Monoclonal antibody cancer treatments such as rituximab have a high risk for hypersensitivity reactions (HSR) from cytokine release syndrome. The symptoms, which can range from mild to life threatening, result from tumor antigen-expressing cells releasing cytokines (e.g., tumor necrosis factor, interleukin, interferon) into the blood as they are destroyed. Symptoms include fever, chills, rigors, rash, headache, hypotension, shortness of breath, bronchospasm, nausea, vomiting, and abdominal pain.

In their article in the August 2018 issue of the Clinical Journal of Oncology Nursing, Laudati, Clark, Knezevic, Zhang, and Barton-Burke shared findings from their study comparing the incidence of HSR when IV lines for first infusions of rituximab were primed with the drug versus a diluent.  

Hypersensitivity Reactions With Rituximab

According to Laudati et al., the manufacturer reported a 77% incidence of HSR with the initial dose of rituximab. “The highest percentage of targeted cells are destroyed with this first dose, resulting in a decreased tumor burden and less cytokine release with subsequent infusions,” the authors explained.

When HSR occur, they can prolong infusion time; require administration of rescue medication; increase stress and anxiety for patients and caregivers, as well as healthcare professionals; and disrupt nursing workflow. Preventing HSR is key for optimal experience and outcomes.

Routine premedication with antihistamines and antipiretics and titrating infusion are standard prevention strategies. A slow, titrated infusion allows patients to have incremental exposure to the drug and cytokines to release more gradually. Laudati et al. cited the drug’s original studies, which started infusions at 50 mg per hour and titrated to a maximum of 400 mg per hour. However, they noted that those studies did not investigate whether priming the lines with diluent (normal saline or dextrose 5%) or the drug itself had an effect on the incidence of HSR.

Priming With Diluent Versus Drug

 When priming IV lines with diluent, patients receive diluent instead of the drug during early titration phases. Using a highly reactive drug such as rituximab to prime the IV line, however, allows for slow exposure to the drug, as recommended in the literature, Laudati et al. explained.

Their institution changed practices in mid-2016 from using diluent (normal saline) to using rituximab. Laudati et al. conducted a descriptive study using a retrospective chart review to compare the incidence of HSR before and after the practice change took place. They reviewed 200 patient charts: 100 in the diluent arm and 100 in the drug arm.

Overall HSR incidence across both arms was 27% (n = 54), which Laudati et al. (2018) noted was lower than the manufacturer’s reported 77%. But when broken down by priming practice, incidence was significantly higher in the diluent-primed arm than the drug-primed arm (35% versus 19%, respectively; p = 0.01). Overall median time to HSR was 96 minutes for both arms, but patients in the diluent arm had a significantly longer median time to HSR than those in the drug arm (105 minutes versus 86 minutes, respectively; p = 0.008). Patients in the diluent arm also had a significantly higher median infusion rate than those in the drug arm (150 mg per hour versus 100 mg per hour; p = 0.01). Across both arms, all HSRs were classified as grade 2 according to the Common Terminology Criteria for Adverse Events.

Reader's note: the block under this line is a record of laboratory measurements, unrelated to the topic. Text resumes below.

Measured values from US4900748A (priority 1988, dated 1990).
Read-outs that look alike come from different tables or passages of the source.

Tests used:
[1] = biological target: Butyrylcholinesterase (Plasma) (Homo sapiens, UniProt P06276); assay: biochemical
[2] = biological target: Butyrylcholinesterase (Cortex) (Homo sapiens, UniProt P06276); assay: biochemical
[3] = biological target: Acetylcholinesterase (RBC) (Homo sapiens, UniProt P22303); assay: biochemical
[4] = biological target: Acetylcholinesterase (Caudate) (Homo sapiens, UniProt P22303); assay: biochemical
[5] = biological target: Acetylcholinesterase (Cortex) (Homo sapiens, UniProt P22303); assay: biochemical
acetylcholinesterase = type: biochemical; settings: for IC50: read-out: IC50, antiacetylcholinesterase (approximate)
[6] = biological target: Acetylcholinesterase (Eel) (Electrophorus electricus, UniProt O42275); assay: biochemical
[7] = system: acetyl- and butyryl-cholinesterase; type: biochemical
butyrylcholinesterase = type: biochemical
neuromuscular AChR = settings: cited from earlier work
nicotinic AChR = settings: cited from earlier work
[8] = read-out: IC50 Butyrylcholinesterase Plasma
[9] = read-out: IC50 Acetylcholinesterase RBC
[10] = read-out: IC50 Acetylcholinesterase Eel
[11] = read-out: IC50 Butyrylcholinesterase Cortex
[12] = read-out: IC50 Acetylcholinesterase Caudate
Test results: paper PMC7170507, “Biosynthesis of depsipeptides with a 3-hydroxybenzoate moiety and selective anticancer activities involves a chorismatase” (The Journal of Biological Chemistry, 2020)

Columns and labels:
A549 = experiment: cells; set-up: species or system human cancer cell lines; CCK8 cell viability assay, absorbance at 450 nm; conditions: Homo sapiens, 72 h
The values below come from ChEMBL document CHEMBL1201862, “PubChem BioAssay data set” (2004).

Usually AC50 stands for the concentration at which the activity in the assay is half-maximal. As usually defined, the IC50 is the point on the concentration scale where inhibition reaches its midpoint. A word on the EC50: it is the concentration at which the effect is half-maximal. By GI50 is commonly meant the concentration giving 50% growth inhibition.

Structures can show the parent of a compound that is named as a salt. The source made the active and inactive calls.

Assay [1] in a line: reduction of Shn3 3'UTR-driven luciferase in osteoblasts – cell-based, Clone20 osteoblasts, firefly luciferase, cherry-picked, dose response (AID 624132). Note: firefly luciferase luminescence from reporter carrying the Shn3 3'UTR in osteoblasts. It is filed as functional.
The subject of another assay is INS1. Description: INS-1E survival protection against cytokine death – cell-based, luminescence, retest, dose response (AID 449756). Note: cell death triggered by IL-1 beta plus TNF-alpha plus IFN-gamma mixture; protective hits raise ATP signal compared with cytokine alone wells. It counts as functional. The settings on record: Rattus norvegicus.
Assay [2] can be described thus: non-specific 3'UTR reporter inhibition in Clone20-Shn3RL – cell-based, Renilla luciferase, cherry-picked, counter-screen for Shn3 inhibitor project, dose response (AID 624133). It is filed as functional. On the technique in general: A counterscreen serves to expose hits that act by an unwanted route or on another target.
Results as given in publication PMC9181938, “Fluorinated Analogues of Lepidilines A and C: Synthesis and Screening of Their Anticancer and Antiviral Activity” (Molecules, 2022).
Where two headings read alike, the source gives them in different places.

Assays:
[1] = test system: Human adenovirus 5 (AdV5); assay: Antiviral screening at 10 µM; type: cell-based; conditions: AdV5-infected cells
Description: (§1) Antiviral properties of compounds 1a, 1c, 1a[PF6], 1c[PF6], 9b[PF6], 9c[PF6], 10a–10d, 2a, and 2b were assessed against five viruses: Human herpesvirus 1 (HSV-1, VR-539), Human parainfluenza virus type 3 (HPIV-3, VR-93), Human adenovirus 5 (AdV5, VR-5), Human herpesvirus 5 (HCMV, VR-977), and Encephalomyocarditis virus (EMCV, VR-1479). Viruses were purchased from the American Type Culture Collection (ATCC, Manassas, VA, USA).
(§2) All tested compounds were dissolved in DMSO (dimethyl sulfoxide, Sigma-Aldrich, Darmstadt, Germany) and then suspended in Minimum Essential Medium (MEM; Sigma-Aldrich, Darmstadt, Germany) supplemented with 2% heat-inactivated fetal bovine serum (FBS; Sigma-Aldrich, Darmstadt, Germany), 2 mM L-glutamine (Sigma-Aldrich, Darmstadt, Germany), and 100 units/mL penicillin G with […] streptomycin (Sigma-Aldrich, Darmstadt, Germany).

The researchers also compared demographic data in the charts for all arms and found that women were nearly twice as likely to experience HSR than men (34% versus 21%, respectively),p=.04. Laudati et al. said that demographic data were not reported in the drug’s original studies.

Finally, they also looked at clinical characteristics across the charts and found that patients who received dexamethasone premedication were 59% less likely to experience HSR than those who did not (19% versus 37%, respectively; p = 0.005).

What This Means for Oncology Nurses

When the IV line was primed with rituximab, Laudati et al. found that patients were 66% less likely to experience HSR than when diluent was used. However, priming methods did not affect HSR severity.

Based on their study findings, the researchers recommended incorporating the priming of rituximab IV lines with the drug as a best practice to the already recommended use of standard premedication and slow titration of rituximab infusions to reduce HSR, adding that manufacturers could add it to the prescribing information to help standardize practice.

Additionally, because of the significantly lower HSR rate when dexamethasone premedication was administered, Laudati et al. suggested that “when weighed against patient tolerability and side effects, the use of this premedication seems to be a beneficial addition to the standard premedication regimen.”

Finally, the authors suggested that future research explore whether these findings could also be applied to reduce HSR from other titrated high-risk monoclonal antibody agents (e.g., daratumumab, obinutuzumab, ofatumumab, elotuzumab).

For more information and the opportunity to earn 0.5 contact hours of continuing nursing education (free for ONS members), refer to the full article by Laudati et al.

This monthly feature offers readers a concise recap of full-length articles published in the Clinical Journal of Oncology Nursing (CJON) or Oncology Nursing Forum. This edition summarizes “Hypersensitivity Reactions: Priming Practice Change to Reduce Incidence in First-Dose Rituximab Treatment,” by Carissa Laudati, BSN, RN, OCN®, Caroline Clark, BSN, RN, OCN®, Andrea Knezevic, MS, Zhigang Zhang, PhD, and Margaret Barton-Burke, PhD, RN, FAAN, which was published in the August 2018 issue of CJON. Questions regarding the information presented in this article should be directed to the CJON editor at Photocopying of this article for educational purposes and group discussion is permitted.